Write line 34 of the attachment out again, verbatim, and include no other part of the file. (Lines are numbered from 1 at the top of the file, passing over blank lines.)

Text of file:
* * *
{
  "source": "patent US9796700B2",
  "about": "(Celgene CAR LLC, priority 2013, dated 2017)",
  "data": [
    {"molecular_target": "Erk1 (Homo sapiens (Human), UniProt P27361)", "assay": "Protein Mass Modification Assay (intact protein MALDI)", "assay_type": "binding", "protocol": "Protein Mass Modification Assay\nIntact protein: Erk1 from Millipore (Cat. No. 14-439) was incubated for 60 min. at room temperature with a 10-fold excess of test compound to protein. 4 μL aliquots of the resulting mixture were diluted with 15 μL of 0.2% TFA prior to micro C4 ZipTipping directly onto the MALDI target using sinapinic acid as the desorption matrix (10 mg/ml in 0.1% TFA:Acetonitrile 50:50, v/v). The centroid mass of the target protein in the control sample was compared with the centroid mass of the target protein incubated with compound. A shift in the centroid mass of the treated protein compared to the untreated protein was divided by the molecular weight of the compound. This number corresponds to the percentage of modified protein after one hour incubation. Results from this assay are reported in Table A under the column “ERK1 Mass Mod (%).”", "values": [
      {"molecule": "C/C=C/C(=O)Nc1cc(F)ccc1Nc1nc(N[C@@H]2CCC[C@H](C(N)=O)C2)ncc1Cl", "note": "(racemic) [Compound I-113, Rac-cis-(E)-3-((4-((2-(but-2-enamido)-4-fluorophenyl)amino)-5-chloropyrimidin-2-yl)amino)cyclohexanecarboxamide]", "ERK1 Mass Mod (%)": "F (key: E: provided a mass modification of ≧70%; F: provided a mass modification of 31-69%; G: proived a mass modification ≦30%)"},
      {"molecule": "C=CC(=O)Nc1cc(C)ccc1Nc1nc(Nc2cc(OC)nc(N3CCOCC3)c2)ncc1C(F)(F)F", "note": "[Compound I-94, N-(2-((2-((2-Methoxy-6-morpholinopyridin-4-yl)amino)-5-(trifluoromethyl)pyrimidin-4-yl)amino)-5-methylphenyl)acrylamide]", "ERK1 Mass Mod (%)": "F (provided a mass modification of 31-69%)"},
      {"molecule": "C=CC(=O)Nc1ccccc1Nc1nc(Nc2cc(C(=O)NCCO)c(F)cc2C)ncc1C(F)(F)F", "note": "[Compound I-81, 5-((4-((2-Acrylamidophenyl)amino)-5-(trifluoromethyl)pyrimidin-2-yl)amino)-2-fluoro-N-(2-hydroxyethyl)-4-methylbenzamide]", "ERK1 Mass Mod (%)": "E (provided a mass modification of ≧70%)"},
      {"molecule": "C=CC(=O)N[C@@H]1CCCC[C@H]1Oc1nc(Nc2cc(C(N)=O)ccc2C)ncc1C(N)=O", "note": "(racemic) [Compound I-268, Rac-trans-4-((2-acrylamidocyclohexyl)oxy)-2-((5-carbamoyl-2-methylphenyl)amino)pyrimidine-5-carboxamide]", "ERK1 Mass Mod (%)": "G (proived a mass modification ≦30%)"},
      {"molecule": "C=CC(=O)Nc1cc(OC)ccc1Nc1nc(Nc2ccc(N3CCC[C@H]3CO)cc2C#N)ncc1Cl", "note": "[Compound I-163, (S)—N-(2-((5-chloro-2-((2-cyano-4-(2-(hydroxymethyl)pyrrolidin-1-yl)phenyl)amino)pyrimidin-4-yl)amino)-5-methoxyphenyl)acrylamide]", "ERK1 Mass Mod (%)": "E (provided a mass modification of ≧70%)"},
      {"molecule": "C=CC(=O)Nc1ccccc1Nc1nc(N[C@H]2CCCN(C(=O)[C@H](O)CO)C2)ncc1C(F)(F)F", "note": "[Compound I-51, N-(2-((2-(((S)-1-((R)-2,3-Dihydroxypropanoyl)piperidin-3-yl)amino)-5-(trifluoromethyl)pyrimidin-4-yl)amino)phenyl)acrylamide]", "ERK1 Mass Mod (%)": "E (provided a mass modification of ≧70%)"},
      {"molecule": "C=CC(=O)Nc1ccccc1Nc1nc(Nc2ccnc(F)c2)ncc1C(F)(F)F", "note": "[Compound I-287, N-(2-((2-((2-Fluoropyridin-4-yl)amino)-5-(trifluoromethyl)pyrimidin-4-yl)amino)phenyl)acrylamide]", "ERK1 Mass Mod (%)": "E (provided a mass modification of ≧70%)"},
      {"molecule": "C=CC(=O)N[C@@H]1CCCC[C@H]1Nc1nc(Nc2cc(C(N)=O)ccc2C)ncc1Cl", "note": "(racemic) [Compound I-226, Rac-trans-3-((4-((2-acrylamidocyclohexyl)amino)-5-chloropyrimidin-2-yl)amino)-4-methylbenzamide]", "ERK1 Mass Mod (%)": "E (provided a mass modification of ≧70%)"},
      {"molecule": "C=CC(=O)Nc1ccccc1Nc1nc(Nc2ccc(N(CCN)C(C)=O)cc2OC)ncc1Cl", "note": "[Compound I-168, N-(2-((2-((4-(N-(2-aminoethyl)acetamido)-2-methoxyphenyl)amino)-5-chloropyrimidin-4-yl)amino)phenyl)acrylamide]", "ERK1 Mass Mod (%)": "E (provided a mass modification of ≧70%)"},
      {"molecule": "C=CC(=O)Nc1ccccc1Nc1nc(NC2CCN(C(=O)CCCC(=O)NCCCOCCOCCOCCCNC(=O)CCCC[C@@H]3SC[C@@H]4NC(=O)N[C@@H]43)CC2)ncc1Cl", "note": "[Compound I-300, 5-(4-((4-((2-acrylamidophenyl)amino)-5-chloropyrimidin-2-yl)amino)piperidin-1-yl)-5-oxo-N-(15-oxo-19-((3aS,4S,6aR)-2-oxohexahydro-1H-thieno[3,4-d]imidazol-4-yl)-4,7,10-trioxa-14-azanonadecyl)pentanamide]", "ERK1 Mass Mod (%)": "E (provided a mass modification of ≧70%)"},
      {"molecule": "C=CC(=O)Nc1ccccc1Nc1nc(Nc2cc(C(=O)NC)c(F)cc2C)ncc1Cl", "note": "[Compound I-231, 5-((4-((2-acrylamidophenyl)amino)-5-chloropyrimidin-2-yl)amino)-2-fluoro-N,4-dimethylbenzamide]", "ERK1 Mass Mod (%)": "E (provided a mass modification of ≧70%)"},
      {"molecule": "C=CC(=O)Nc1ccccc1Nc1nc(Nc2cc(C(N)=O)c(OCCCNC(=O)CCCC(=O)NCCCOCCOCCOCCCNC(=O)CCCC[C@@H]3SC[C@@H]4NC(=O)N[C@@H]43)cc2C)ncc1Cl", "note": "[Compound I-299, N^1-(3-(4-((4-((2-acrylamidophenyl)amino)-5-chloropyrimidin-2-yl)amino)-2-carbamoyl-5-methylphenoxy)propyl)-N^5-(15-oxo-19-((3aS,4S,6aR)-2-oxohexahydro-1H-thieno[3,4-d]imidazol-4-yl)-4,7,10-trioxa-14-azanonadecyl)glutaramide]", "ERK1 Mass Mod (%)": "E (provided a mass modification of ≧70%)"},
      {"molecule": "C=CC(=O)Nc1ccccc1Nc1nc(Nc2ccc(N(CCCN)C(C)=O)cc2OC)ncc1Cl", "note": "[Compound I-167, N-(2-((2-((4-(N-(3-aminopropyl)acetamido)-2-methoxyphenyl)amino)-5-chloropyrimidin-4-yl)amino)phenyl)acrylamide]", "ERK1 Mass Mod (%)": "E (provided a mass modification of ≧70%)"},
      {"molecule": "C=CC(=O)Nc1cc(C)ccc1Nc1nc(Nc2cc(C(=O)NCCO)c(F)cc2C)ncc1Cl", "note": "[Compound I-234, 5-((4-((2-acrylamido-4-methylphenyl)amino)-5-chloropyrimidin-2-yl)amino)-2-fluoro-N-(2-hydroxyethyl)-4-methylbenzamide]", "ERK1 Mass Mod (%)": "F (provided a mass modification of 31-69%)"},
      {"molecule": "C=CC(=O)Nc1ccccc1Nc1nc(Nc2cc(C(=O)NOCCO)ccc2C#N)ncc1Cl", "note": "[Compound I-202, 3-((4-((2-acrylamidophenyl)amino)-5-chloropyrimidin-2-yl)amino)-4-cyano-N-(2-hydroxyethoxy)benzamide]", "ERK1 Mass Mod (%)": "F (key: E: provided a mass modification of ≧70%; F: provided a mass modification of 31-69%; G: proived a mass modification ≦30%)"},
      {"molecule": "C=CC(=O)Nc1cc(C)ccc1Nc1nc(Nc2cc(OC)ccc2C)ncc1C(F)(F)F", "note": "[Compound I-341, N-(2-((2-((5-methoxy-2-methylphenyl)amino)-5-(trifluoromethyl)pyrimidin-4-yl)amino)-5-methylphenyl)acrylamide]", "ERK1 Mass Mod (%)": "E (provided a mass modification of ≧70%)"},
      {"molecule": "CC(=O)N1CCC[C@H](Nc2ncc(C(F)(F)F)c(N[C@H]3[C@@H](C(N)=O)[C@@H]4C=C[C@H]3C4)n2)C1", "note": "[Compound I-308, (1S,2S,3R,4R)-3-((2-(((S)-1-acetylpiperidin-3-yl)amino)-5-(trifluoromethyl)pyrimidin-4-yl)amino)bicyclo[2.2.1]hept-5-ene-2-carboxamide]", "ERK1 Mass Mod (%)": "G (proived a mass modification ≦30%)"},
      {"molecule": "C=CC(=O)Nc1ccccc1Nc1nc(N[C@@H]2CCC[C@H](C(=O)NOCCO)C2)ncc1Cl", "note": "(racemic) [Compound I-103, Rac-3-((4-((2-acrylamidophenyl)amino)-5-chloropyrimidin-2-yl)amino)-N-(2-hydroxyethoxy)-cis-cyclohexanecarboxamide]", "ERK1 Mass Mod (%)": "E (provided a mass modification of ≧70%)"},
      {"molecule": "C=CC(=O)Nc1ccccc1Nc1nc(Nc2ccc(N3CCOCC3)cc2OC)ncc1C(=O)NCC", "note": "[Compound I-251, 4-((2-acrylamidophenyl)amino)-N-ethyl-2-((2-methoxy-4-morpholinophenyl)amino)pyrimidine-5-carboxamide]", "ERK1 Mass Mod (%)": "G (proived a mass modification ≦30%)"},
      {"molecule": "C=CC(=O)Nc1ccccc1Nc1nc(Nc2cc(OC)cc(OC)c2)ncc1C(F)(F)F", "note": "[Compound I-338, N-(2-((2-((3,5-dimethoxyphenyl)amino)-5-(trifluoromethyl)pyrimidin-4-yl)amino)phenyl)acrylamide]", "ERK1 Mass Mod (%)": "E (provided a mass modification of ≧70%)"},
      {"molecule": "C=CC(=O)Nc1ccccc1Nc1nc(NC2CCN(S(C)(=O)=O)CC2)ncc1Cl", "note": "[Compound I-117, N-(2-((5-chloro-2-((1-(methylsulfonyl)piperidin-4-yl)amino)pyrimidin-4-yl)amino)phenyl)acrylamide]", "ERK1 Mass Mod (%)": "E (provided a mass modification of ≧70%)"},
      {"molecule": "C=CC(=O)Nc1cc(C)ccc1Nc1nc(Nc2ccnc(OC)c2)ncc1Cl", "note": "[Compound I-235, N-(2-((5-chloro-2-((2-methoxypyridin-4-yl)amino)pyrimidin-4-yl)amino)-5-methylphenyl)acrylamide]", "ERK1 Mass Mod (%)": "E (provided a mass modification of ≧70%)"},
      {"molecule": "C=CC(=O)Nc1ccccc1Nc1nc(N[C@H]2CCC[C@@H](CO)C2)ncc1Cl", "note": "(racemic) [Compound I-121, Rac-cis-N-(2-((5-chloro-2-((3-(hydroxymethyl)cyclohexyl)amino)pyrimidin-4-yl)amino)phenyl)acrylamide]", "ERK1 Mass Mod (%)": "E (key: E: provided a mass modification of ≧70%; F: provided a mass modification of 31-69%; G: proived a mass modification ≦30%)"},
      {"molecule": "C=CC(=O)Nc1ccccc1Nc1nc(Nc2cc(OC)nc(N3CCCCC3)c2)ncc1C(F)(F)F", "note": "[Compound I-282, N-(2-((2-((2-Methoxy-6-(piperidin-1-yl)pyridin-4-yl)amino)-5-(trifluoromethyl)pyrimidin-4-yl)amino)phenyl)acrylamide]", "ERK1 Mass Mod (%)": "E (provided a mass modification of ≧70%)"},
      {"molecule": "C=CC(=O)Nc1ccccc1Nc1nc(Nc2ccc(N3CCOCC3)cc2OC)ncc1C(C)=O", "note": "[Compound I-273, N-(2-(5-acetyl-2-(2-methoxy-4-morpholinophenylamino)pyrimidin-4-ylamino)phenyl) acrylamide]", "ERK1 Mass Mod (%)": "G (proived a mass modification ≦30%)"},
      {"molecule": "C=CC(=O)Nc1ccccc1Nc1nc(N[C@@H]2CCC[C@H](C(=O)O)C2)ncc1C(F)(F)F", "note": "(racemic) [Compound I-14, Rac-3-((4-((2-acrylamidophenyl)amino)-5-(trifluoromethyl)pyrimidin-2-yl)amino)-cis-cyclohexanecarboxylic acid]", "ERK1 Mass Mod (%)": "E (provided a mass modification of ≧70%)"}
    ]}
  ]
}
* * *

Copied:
}